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I have several large containers that are filled using many of these saved seeds .the first key to success is a large pot + less watering+ greater germination and survival rates. Because i save way more seed than I could ever use, I sow heavily and then thin out the seedlings them later if necessary .

This pot has a mum and a sedum that live in it year round and then I pop in seeds after all chance of frost has passed. This year it was actually very late as I used hyacinth bean seeds which I never plant outside until June 1. I also add a single dahlia tuber in there and by early July the pot is full and fresh looking and will be flowering within  the month lasting through frost. Someone on my garden tour this June happened to be standing next to me and the pot when it was all just starting to grow , and commented  ”I see what you are doing here, how clever! ”

large pot with dahlia, mum, sedum, hyacinth bean vine

large pot with dahlia, mum, sedum, hyacinth bean vine

2017-02-07 23.15.37Another pot nearby gets morning glories every year and this year I added the hyacinth bean as well.Within a week with this heat (finally!) it will be outrageously full and blooming 2017-02-07 23.16.03

You can read more about my use of annual vines for late season interest here

The two large pots on the pool area are even easier. These are quite large and are made to hold the umbrellas. (you can see what I did here) . They are heavy and I actually never change the soil in them partially because of the cement , but mostly because the petunias that I planted in it  the first year they were made ( probably 6 years ago) seed readily  and come back for free. I will admit it takes time  for the seedlings to get to any reasonable size so the pots initially remained quite empty until the middle of July but then I started planting lettuce seed in them very early in the season, Now I grow lettuce in one of them , harvest lettuce all spring , and just as it is starting to get too warm for the  lettuce, the petunias are of a decent enough size to take over and the lettuce gets ripped out while they carry on until frost.IMG_2382

In the second one I actually get celosia to self seed as well, so i just pop in few seeds of nasturtiums and call it a day. this year the chipmunks planted sunflowers in there and although I do not like the look of it I will let them stay, cut the sunflowers for inside once they are flowering , and then move some of the other plants to fill in the gap. You may notice that the petunia growing in here is one of those “illegal ” orange ones. This is a very long but very interesting story you can read about here if you like in an article titled “How the transgenic petunia carnage of 2017 began”, but suffice it to say that petunias do not contain a gene for expressing the color orange so some wacky engineering was going on for them to exist. I actually bought one plant for  a dollar to tuck in this pot  very late in the season and I was very surprised to see it come back.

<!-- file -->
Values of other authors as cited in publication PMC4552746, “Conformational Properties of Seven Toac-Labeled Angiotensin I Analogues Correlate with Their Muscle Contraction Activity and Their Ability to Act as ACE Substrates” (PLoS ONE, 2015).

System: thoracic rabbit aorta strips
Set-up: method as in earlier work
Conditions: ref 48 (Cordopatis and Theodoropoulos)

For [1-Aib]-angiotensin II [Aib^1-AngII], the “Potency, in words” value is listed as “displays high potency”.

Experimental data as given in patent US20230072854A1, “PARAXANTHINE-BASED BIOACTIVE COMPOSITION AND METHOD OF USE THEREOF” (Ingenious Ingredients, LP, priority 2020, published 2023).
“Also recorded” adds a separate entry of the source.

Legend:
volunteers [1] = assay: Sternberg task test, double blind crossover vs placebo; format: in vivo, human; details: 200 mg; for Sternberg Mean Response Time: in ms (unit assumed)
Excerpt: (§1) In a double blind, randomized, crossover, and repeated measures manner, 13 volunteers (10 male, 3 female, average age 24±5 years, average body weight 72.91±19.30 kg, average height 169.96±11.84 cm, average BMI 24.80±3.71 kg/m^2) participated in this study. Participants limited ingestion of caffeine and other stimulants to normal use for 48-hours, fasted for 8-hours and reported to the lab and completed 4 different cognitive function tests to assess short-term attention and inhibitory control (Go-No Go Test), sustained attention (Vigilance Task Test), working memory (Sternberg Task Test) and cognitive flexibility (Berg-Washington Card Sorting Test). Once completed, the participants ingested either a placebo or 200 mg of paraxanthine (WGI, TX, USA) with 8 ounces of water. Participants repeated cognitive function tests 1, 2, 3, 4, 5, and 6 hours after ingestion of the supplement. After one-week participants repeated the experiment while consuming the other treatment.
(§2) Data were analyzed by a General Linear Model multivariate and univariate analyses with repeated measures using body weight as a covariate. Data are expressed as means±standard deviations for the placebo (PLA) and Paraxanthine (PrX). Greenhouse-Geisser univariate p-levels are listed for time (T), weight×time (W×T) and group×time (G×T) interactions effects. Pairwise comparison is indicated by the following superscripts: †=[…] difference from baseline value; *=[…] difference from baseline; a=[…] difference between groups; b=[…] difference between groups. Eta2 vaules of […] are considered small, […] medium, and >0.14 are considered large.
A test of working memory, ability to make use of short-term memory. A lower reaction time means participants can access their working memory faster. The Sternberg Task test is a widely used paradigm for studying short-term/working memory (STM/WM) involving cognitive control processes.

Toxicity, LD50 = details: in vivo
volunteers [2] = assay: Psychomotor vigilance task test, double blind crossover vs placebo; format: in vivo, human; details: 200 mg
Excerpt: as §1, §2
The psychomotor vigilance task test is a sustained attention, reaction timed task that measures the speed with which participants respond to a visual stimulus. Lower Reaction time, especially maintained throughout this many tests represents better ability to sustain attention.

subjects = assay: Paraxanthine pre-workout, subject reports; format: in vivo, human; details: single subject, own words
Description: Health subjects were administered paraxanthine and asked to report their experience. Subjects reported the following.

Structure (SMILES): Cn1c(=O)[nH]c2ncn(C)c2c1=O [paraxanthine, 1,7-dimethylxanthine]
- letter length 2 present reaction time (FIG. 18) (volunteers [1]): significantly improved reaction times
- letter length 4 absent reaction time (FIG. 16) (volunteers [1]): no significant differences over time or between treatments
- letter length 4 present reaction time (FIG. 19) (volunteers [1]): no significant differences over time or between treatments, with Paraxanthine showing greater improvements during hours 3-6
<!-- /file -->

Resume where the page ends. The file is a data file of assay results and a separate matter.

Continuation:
celosia

celosia

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variegated nasturtium

variegated nasturtiums

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Which brings me to my second way you need to be prepared, and that is learn what seedlings of your favorite annuals look like and be aware when weeding what you are pulling. Lots of annuals leave seeds that will happily overwinter in some years, sometimes they can get annoying  like Morning Glory sprouting all over the place  but many times it is delightful to find free plants to either leave growing  where they sprouted or lift and move elsewhere. This little nasturtium seeded itself here, IMG_2390and every petunia I grow was a self planted seedling.